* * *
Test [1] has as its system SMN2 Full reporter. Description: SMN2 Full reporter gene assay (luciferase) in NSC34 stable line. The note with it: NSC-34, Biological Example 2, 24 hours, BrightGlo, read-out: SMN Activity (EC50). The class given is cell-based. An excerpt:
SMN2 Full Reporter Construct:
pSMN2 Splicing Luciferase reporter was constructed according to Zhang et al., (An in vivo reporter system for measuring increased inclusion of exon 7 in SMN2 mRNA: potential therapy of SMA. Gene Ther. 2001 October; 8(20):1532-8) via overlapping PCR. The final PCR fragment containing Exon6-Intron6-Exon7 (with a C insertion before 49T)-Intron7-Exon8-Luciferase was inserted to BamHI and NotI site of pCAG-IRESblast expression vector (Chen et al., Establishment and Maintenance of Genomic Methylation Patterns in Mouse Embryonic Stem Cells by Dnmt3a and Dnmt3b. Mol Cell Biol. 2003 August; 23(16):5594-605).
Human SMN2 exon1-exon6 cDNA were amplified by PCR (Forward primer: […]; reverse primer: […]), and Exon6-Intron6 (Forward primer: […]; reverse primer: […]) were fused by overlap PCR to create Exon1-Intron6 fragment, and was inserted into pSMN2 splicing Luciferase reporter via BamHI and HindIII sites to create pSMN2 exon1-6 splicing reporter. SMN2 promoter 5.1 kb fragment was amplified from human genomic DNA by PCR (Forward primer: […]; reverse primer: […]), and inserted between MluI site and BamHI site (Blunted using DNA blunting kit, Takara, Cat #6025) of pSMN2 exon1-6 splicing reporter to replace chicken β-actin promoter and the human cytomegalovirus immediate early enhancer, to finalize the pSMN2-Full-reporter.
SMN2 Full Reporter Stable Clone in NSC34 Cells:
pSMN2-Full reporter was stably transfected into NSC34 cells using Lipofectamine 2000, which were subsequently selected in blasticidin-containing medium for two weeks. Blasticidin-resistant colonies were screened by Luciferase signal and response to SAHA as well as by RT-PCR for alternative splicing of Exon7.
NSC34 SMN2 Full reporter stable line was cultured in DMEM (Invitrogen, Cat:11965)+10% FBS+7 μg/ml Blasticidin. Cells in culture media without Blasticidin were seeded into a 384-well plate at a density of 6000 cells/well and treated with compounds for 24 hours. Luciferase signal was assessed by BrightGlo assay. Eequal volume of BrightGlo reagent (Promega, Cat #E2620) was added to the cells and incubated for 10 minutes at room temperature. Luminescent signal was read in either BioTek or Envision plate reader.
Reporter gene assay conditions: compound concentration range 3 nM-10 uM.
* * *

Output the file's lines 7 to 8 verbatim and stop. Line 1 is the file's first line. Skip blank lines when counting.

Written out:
NSC34 SMN2 Full reporter stable line was cultured in DMEM (Invitrogen, Cat:11965)+10% FBS+7 μg/ml Blasticidin. Cells in culture media without Blasticidin were seeded into a 384-well plate at a density of 6000 cells/well and treated with compounds for 24 hours. Luciferase signal was assessed by BrightGlo assay. Eequal volume of BrightGlo reagent (Promega, Cat #E2620) was added to the cells and incubated for 10 minutes at room temperature. Luminescent signal was read in either BioTek or Envision plate reader.
Reporter gene assay conditions: compound concentration range 3 nM-10 uM.